With SEBI lifting its three month ban on launch of new fund offers (NFOs), mutual funds (MFs) are hitting the streets, launching NFOs to shore up their assets under management. This is despite the one-year return of most equity schemes slipping into red.

Interestingly, fund houses are playing to the gallery by focusing on passive funds rather actively managed ones.

With no major IPOs slated for next few months in view of the market mayhem, mutual funds are selling the NFOs hard to attract investor.

In April, Sebi banned launch of NFOs till July 1, so that MFs can concentrate on fixing the new systems that stop accepting money from pooled accounts of brokers and distributors.

Motilal Oswal MF has launched two passive funds on BSE Financials and Healthcare while Aditya Birla Sun Life MF has come out with Nifty Financial Services ETF.

WhiteOak Capital MF and Edelweiss MF have launched a flexi-cap and focused equity fund, respectively. Despite the current debt market turbulence, SBI MF has launched a fixed maturity plan of 1,361 days while Quantum MF has come out with a Nifty 50 ETF FoF. Apart from these another 15-20 NFOs are expected to hit the market in next three months.

At least eight AMCs -- including Kotak MF, Axis MF, Union MF, PGIM India MF, Sundaram MF, Baroda BNP Paribas MF, LIC MF and Franklin India MF – had filed offer documents last month with Sebi seeking approval for new scheme launch. Draft papers were filed for another 15 schemes by a dozen fund houses in April and May.

Prateek Pant, Chief Business Officer, WhiteOak Capital Asset Management said the fund house had filed papers for launching six NFOs including large-cap, mid-cap, tax saver, large and mid-cap, flexi cap and emerging markets fund.

“We had received approval for five and hope to get nod for the emerging markets fund once the current restrictions are lifted. We would come out with NFOs on other funds in coming months,” he said.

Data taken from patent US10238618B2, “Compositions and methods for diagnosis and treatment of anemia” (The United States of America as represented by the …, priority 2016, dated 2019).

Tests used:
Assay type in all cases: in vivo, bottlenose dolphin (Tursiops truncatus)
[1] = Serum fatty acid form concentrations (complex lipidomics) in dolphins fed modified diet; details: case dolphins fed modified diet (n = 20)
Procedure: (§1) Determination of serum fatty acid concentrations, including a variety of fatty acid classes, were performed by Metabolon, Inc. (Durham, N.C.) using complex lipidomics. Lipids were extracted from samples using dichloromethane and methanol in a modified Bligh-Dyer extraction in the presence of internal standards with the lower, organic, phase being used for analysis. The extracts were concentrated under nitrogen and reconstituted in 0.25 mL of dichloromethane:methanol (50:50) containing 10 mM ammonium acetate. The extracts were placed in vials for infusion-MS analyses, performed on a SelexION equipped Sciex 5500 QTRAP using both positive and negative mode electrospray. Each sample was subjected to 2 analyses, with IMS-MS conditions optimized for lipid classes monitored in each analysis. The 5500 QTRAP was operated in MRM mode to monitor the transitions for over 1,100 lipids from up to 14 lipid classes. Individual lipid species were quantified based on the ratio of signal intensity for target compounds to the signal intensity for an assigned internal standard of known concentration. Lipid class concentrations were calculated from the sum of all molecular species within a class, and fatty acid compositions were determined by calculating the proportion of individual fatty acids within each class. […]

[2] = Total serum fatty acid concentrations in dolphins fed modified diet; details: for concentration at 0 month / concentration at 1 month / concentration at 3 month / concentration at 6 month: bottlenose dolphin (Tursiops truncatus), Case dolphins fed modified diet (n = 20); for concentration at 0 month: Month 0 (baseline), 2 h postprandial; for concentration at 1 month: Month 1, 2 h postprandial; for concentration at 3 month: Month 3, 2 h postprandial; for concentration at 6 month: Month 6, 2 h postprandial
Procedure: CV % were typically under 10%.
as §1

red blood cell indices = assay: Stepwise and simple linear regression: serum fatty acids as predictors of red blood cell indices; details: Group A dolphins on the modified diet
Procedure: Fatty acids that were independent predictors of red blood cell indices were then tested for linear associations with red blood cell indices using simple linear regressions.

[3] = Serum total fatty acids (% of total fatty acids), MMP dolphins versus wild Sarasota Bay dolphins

Initial trends critical

Girirajan Murugan, CEO, FundsIndia said NFOs with differentiated offerings should do well but overall inflows may moderate since the one-year return has turned weak. So the initial trend of NFO collections will be critical and decide the pace for future NFO offerings, he said.

Passive funds in the large-cap segment makes more sense given the high overlap across the active funds and their passive benchmarks. Incrementally, as seen in the last few years, it is becoming difficult for active large-cap funds to provide reasonable outperformance given the higher expense ratios, he added.

Mop-up of funds through NFOs had plunged 56 per cent in the first quarter of this fiscal to ₹3,307 crore against ₹7,540 crore logged in the same period last year. MFs would have drawn a blank, if not for the NFOs that were launched in March and closed in April. Of the four NFOs that closed in April, ICICI MFs offer accounted for the lion’s share of ₹3,159 crore.